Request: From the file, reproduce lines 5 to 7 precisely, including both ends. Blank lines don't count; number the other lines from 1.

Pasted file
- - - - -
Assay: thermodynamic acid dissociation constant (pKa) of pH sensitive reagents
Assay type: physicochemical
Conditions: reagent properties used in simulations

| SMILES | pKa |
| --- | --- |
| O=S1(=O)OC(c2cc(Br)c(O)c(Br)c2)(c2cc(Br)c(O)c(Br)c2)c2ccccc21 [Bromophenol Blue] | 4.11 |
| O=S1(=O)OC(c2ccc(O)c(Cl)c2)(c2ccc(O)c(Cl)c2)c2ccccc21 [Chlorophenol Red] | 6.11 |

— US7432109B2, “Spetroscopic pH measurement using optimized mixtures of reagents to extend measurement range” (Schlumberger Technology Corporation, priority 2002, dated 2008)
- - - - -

| --- | --- |
| O=S1(=O)OC(c2cc(Br)c(O)c(Br)c2)(c2cc(Br)c(O)c(Br)c2)c2ccccc21 [Bromophenol Blue] | 4.11 |
| O=S1(=O)OC(c2ccc(O)c(Cl)c2)(c2ccc(O)c(Cl)c2)c2ccccc21 [Chlorophenol Red] | 6.11 |